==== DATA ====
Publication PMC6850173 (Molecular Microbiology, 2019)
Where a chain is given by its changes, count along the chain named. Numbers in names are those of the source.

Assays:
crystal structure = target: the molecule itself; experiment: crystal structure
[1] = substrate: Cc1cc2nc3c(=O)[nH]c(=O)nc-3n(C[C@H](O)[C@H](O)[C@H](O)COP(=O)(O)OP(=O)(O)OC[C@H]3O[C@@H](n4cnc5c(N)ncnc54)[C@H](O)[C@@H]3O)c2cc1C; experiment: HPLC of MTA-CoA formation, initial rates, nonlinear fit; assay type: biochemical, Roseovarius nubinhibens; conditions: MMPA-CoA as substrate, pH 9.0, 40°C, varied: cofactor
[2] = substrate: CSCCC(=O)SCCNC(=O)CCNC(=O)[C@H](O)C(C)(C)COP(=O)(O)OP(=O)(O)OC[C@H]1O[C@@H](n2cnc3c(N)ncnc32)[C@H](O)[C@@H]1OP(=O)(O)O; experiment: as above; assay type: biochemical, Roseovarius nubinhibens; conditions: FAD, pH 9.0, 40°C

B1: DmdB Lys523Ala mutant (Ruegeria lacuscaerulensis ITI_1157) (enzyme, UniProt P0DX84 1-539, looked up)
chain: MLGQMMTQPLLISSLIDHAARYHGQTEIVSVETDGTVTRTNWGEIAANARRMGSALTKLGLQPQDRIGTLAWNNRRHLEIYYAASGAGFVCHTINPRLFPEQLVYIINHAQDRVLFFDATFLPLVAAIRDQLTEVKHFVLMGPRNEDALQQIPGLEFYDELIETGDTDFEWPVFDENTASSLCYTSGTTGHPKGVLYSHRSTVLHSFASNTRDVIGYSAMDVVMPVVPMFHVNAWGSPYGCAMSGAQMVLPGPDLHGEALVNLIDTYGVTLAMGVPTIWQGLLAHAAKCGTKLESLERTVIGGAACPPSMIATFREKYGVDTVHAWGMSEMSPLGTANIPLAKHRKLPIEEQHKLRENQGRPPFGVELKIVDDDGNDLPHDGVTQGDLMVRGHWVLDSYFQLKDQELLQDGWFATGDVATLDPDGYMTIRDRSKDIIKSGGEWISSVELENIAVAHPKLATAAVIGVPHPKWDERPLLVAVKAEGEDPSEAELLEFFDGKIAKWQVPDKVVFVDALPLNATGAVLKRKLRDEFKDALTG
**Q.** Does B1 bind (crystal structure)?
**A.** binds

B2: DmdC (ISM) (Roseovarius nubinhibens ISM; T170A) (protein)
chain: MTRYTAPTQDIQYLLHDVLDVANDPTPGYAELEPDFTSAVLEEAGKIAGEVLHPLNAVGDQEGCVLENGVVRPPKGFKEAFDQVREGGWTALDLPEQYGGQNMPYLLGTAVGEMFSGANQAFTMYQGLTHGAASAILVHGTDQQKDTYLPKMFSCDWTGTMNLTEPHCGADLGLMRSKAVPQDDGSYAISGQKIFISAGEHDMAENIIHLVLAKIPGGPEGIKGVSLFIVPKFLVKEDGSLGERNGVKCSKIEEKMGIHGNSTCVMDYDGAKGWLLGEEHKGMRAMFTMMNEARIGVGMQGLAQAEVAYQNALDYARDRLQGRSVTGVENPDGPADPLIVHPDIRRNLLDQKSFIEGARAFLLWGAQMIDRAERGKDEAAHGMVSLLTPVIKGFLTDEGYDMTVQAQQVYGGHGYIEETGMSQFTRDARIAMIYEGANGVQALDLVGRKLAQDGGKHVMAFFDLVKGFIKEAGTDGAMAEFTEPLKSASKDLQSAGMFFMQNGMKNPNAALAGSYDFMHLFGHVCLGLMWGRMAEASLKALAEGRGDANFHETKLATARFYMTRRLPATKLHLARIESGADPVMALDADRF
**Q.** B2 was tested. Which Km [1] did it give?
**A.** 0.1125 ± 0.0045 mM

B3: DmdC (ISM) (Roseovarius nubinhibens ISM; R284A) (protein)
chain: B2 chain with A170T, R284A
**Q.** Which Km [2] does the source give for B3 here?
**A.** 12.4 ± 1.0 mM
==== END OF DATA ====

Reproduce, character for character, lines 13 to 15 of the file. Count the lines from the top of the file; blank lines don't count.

**Q.** B2 was tested. Which Km [1] did it give?
**A.** 0.1125 ± 0.0045 mM

B3: DmdC (ISM) (Roseovarius nubinhibens ISM; R284A) (protein)